CIRA also developed a new look and feel, exclusively for our Member communications. In January, CIRA sent out the first quarterly Member e-newsletter, which brings together the latest news from CIRA and our work on the international stage. And, CIRA launched a new Member portal, where Members can manage their information and access a weekly summary of the latest CIRA and Internet-related news stories from around the web.

CIRA also held its first regional Member event. This popular networking and information event was held in Calgary in June. CIRA also led the first-ever Canadian Internet Forum, or CIF, a national consultation on the link between the digital economy and digital literacy and the Internet. Regional consultations were held in communities across Canada. We also facilitated an online discussion about Internet-related issues of interest to Canadians.

Some of the key issues we heard a lot about were online safety and security, the development of a ‘Canadian vision’ for the Internet and the cost and speed of broadband.

The consultations wrapped up with a national event held in Ottawa and webcast across the country in February 2011. The results of the CIF are to be presented to the United Nations coordinated Internet Governance Forum in Nairobi, Kenya.

CIRA will continue the conversation it started with the CIF last year – in just a couple of weeks CIRA be launching the 2012 CIF. This time, there will be a greater emphasis on engaging Canadians online in a new, fully interactive discussion forum.

What do I mean by ‘the right people’? It means we are striving for operational excellence. This means creating a high performance workplace culture.This also means a greater focus on areas in which CIRA did not have expertise in the past. How did we do this? By ensuring CIRA is a leading technical and not-for profit employer in the Ottawa area. By tightening up our recruiting procedures to make sure we are finding the right people.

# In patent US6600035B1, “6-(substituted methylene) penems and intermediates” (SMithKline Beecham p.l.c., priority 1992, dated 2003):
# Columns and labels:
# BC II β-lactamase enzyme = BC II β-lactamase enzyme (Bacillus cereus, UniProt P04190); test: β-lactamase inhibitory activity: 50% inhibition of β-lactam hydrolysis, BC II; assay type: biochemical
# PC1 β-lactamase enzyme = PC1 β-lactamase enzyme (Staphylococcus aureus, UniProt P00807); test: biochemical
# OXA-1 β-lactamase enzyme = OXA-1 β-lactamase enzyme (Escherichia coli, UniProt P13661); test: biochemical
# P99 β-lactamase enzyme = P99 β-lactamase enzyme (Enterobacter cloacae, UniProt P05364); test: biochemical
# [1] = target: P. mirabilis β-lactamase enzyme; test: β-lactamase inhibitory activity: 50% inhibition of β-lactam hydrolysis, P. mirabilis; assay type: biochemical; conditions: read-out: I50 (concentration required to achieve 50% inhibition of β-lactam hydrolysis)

CIRA is also in the process of changing its policies and procedures. With the rewrite of the .CA registry, CIRA took the opportunity to review and recreate the corresponding business rules. This means that .CA Registrars and Registrants have a more streamlined and simpler process for registering .CA domain names. In fact, CIRA was able to dramatically reduce the number of contact points with customers.

What is the result? In CIRA’s 2008 customer satisfaction survey, 36 per cent of respondents indicated that the process to register a .CA domain name was very easy. Post redesign, 53 per cent of respondents found the process very easy.

CIRA has the focus, the vision, the tools, and the policies in place to be the number one choice of Canadians, and I know we are going to do it.

5. Summary of the Financial Statements for fiscal year ending March 31, 2011: Byron Holland, CIRA’s President and CEO presented the financial statements for the fiscal year March 31, 2011, copy of which is included in the Annual Report or it could be viewed on CIRA’s web site at

B. Holland noted that changes were made in the past year to the way the organization accounts for its investments and revenue earned from .CA domain name registrations.

B. Holland explained that in the early days of the modern Internet it was appropriate to expense investments in a registry, such as CIRA’s in the period incurred given there was uncertainty this investment would have longer term value. The Internet has changed – it has become an integral part of modern society.